You are currently viewing Choosing the Right Scanner Part 1: Structured Light Scanners

Choosing the Right Scanner Part 1: Structured Light Scanners

Just like most things in life, industrial grade 3D scanners are not a “one size fits all” solution. For that reason, there are a variety of scanner classes and types. Choosing the right one can mean all the difference in making your next project a success. In this post we will be talking about the most common class of scanner used in the industry. This class of scanner is designed to capture complex 3D shapes on objects ranging from the size of a coin to objects as large as a dozen feet across. They can capture millions of points per second and the finished scan may contain upwards of 50 to 100 million individual data points. This allows these scanners to create highly detailed scans that can render everything from basic primitive shapes, all the way to complex lofted surfaces like power turbine blades. They are also useful in creating scans of organic shapes such as natural formations and handmade sculptures. These scanners have no physical contact with the part being scanned and have an accuracy ranging from 0.0005” to about 0.005”.

The first type of scanner up for discussion in this class, is the structured light scanner (also called a blue light or white light scanner). These units use a projector and either one, two or three cameras to create the scan. By projecting a series of lines on the object, it can use the cameras, set at a fixed distance and angle, to extrapolate the position of the lines. They can produce a scan in as little as half a second, with millions of data points. Because these scanners rely on not only the projector, but the cameras to see the object at the same time, line-of-site is a physical necessity. If you are only needing to take a single image of one side of an object, then your job may be done. Most of the time you will require more than that. So, by taking a series of scans from different angles around the part, the scanner tech will get a series of individual scans ranging from just a few to 100s of scans. The software will then run through an advanced algorithm that looks for overlapping data and will stich the images together just like a jig saw puzzle. The software typically needs some manual intervention for the tech to get the scans roughly aligned before it can make the alignment process successful. Because these scanners rely entirely on the scan data in order to align the multiple scans, they must have enough overlap, as well as unique features, for the software to lock in on all three planes and all three axis to get a good alignment. Sometimes object, that have long, flat machined surfaces or other primitive features, such as cylinders or spheres, make it almost impossible to get a good alignment. For objects like that, it is not uncommon to add additional features to the part before scanning, so that the software has additional features to “lock on to”. We have seen and used things ranging from ping pong balls, to airsoft pellets, to modeling clay.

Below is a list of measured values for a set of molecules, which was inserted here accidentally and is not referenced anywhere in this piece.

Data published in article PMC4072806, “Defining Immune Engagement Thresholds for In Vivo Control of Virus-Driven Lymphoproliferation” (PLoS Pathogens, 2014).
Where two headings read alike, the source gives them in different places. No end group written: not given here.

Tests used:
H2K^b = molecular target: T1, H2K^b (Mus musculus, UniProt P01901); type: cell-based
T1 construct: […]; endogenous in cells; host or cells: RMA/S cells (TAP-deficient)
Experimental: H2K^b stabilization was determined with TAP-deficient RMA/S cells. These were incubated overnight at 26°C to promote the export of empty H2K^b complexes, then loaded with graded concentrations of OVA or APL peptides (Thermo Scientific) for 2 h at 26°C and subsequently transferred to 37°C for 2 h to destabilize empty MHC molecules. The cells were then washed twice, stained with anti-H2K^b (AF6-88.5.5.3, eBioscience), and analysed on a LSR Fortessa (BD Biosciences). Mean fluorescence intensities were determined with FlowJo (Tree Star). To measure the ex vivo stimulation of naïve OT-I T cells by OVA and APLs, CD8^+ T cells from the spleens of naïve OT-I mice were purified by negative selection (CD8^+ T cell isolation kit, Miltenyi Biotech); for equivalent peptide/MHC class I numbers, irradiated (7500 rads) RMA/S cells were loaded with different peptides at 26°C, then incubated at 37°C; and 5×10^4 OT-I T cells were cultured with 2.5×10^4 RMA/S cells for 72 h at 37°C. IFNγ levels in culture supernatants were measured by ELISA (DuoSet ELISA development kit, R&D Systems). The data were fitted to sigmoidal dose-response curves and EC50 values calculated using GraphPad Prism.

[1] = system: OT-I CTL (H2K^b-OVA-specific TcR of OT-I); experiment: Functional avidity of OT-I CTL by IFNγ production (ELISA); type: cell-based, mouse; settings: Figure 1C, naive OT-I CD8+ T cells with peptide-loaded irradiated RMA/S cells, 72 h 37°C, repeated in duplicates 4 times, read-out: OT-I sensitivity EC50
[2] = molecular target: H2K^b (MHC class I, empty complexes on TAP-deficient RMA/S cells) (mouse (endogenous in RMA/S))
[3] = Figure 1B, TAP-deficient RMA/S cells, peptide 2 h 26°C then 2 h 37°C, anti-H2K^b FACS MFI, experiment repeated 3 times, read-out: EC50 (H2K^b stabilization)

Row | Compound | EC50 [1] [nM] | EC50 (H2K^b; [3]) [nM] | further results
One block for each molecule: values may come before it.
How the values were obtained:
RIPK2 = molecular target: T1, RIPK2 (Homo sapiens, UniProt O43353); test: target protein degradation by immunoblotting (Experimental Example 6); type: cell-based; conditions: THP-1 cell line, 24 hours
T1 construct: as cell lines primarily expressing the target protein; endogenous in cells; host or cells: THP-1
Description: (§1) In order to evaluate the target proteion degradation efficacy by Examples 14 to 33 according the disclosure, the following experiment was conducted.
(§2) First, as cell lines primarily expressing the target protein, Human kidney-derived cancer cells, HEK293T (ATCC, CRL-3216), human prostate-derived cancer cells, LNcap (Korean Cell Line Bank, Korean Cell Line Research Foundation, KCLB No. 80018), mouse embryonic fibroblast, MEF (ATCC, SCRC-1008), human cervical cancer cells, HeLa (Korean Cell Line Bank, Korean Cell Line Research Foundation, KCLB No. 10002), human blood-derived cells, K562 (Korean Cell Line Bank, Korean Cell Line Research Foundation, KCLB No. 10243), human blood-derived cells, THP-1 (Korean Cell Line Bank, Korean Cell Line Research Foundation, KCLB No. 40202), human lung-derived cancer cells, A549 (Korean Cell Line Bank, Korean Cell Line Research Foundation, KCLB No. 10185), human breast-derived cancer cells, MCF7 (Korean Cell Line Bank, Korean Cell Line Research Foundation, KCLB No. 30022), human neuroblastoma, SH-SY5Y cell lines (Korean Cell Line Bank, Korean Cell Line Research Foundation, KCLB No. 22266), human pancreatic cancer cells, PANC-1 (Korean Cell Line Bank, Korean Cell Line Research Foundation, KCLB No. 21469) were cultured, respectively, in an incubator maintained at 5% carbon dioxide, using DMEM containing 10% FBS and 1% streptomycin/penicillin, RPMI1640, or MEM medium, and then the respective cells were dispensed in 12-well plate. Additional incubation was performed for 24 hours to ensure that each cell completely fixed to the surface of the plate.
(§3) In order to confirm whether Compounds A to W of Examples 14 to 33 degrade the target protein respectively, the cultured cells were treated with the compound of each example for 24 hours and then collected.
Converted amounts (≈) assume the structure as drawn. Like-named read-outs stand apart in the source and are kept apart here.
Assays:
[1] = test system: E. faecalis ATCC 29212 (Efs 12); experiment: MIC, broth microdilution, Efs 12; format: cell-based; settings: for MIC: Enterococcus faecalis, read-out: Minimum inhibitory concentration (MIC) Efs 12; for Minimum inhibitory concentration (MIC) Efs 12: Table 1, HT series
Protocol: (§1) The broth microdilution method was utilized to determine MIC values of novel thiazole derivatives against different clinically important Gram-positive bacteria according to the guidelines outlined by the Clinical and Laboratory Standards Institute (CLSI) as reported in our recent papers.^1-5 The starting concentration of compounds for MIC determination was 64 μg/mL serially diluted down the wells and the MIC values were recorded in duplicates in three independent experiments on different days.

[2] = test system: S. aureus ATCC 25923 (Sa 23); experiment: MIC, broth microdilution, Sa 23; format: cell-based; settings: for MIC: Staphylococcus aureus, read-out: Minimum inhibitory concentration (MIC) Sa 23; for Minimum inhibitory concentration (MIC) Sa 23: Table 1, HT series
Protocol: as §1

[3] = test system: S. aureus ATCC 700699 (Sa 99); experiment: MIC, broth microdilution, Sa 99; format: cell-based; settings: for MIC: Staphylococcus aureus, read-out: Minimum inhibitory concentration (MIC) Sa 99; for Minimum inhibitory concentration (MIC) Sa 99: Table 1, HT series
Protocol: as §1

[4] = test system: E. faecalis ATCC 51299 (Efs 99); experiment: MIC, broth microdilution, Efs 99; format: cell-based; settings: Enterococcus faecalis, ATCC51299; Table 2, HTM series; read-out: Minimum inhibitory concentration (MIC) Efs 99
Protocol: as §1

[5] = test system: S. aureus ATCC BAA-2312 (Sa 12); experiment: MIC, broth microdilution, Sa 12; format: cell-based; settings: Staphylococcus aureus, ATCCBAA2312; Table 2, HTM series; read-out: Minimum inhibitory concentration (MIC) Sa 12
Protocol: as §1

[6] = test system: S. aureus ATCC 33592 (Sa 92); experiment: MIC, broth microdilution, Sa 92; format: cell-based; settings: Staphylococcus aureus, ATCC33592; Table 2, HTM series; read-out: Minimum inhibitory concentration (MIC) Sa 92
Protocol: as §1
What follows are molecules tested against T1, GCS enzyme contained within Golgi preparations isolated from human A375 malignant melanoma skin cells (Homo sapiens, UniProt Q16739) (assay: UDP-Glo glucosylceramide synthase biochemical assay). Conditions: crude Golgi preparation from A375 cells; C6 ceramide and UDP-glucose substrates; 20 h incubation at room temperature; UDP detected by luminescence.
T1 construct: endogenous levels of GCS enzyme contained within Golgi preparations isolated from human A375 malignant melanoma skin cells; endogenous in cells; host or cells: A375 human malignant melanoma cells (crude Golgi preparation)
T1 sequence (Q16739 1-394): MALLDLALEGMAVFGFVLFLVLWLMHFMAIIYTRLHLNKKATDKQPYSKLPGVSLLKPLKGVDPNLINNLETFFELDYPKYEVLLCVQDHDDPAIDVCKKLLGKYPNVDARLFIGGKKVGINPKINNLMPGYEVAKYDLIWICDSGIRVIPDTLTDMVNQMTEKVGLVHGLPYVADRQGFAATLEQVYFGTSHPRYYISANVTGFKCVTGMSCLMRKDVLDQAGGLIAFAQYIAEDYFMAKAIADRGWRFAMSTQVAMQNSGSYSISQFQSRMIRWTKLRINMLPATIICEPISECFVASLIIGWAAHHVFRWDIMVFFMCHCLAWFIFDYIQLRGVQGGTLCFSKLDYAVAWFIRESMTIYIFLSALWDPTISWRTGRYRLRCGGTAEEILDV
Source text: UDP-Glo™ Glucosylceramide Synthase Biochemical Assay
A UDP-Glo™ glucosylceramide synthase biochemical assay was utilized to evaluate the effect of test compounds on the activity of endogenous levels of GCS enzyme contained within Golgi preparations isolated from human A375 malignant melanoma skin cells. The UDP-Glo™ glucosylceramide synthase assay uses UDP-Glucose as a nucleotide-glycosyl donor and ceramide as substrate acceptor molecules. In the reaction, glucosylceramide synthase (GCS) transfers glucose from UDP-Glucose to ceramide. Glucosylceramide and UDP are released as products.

Take a look at the photo below:

It is representative of an amazingly simple part. So simple in fact, that I would probably just get out a set of calipers to measure it and then draw it from scratch. Sometimes that can be faster than scanning it. But, for the sake of this example, let us say that I need to scan a part with this basic shape that looks like a pipe flange. Scanning it from the end, it looks like a flat piece of machined metal with a cylinder cut out in the middle. If you were to take scans from all the way around the flange, they would all be able to align to the flat plane of the flange, and to the edge where it meets the cylinder. However, it would be nearly impossible to lock each individual scan along the axis coming straight out of the cylinder. For that, you would need to add some modeling clay or pellets, randomly attached to the flat surface of the flange. This gives it geometry to align to. From there, those added features can be removed in post processing, or when reverse engineering the part in specialized CAD software.

Another type of shape that this type of scanner struggles with are thin pieces that need to be scanned on both sides. Think of something like a stamped piece of sheet metal. The reason being, that all the software knows, is to try and find a “best fit” from the scan provided. If it gets two almost identical set of scans that are set 1/16” to ¼” apart, the scanner will try to mesh them together. If it is just a stamped piece of sheet metal, you can typically just scan one side and then extrude it out in CAD when you re-draw it. If there are stand-offs or mounts welded on both side of the piece, it can be extremely hard to get it all aligned relative to both sides. These scanners can also have trouble with glossy, black and clear objects. Because it needs to be able to see the pattern the projector casts on the part, the shiny and clear surfaces will have trouble being scanned. The best fix for this, is an aerosol can of developer powder designed for welders to look for cracks ( It is basically talcum powder suspended in alcohol. It sprays a very thin, wet layer, and within seconds the alcohol evaporates leaving you with a white powdery matte finish that just wipes off when you are done scanning. The last type of model that these scanners have issues with are large pieces. Because each scan that is aligned introduces a little error, the longer the chain of scans, the more error introduced.